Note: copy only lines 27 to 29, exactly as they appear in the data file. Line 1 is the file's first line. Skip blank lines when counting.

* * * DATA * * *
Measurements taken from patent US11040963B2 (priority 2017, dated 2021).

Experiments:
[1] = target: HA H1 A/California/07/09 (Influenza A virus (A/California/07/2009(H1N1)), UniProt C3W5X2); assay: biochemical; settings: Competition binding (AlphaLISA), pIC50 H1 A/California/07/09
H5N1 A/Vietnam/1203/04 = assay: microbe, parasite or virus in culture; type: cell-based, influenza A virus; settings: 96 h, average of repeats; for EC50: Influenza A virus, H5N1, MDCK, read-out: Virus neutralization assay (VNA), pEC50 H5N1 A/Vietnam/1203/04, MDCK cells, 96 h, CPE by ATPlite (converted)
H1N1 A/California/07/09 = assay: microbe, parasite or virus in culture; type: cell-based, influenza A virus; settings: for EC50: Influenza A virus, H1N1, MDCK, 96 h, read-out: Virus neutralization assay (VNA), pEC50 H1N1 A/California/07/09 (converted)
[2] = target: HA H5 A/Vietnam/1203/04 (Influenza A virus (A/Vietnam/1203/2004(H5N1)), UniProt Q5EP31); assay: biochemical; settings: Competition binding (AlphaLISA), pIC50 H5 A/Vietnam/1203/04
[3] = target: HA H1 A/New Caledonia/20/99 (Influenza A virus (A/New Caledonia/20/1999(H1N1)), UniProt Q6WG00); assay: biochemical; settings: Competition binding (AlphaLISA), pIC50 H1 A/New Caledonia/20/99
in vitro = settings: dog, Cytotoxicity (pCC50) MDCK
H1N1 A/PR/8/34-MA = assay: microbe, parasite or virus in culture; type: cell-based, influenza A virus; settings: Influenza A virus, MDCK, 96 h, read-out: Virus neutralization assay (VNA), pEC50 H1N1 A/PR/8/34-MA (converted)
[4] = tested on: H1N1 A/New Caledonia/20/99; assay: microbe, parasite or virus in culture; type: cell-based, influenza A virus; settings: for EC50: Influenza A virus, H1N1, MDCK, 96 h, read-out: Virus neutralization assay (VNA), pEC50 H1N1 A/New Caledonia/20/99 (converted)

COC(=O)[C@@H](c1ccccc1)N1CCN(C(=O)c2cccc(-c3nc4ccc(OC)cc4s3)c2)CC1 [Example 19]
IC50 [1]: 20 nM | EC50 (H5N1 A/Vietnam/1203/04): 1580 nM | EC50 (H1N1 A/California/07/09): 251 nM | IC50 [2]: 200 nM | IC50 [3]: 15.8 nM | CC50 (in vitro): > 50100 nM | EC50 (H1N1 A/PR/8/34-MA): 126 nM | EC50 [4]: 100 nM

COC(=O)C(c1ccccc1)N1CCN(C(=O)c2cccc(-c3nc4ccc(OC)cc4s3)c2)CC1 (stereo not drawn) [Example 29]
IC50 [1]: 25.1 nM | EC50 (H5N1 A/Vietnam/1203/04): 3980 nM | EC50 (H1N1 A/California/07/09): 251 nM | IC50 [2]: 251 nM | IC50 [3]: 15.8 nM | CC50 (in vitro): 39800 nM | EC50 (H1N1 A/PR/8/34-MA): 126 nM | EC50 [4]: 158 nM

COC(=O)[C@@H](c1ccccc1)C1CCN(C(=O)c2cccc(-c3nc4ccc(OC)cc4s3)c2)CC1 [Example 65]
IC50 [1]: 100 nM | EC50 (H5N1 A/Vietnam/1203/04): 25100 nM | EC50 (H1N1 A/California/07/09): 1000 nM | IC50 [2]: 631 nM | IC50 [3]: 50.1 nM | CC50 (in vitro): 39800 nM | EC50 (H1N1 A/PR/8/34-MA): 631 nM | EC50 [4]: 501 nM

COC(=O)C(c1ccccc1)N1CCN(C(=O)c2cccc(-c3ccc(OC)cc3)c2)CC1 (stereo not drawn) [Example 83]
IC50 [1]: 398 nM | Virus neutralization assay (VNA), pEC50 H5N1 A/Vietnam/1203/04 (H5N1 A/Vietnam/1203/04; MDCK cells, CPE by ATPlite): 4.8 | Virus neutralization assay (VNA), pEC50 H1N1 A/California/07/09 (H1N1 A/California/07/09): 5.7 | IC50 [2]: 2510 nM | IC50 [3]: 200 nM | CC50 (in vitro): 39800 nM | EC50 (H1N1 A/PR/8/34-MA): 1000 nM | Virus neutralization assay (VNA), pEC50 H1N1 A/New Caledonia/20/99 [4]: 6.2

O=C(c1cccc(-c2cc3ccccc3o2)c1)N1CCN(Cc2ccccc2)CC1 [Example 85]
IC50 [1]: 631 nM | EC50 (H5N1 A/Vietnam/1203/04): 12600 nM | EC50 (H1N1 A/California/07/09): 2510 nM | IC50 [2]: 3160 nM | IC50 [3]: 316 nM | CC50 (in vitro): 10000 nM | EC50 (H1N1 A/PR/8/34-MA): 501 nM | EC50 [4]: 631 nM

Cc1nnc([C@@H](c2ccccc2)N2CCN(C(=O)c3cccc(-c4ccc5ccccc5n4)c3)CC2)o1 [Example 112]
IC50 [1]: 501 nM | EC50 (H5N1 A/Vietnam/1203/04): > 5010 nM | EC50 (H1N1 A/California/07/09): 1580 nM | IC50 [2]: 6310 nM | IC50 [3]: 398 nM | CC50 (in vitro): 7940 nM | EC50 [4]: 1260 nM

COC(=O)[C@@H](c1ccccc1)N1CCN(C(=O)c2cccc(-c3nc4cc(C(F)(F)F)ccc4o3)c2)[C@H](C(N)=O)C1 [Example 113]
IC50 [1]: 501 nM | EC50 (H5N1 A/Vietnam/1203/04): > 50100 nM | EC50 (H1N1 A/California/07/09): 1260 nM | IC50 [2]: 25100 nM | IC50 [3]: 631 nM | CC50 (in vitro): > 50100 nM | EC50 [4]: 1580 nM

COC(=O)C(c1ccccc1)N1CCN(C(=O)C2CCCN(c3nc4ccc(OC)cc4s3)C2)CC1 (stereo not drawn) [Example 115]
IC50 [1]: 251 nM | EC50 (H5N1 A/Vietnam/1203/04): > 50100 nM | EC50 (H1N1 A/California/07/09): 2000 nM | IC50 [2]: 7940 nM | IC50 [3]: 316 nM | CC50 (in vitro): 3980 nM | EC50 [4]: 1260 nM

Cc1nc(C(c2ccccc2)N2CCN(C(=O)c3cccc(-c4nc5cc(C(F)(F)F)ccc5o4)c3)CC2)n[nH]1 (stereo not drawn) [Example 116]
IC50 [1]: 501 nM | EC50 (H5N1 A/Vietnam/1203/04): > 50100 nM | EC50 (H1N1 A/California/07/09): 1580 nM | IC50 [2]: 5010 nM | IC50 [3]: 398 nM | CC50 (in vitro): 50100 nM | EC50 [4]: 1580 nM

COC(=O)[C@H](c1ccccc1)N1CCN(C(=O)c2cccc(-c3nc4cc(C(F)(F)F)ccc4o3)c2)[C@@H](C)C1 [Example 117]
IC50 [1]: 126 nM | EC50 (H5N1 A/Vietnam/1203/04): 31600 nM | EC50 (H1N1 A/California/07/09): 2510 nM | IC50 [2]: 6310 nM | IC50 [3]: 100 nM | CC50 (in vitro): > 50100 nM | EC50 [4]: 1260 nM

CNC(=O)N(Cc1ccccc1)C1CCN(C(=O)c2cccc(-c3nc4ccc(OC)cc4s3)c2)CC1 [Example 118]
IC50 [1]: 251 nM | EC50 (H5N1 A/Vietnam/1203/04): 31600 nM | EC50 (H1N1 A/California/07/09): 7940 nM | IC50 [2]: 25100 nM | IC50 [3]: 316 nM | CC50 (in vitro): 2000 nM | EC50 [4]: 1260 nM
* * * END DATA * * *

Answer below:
Cc1nc(C(c2ccccc2)N2CCN(C(=O)c3cccc(-c4nc5cc(C(F)(F)F)ccc5o4)c3)CC2)n[nH]1 (stereo not drawn) [Example 116]
IC50 [1]: 501 nM | EC50 (H5N1 A/Vietnam/1203/04): > 50100 nM | EC50 (H1N1 A/California/07/09): 1580 nM | IC50 [2]: 5010 nM | IC50 [3]: 398 nM | CC50 (in vitro): 50100 nM | EC50 [4]: 1580 nM

COC(=O)[C@H](c1ccccc1)N1CCN(C(=O)c2cccc(-c3nc4cc(C(F)(F)F)ccc4o3)c2)[C@@H](C)C1 [Example 117]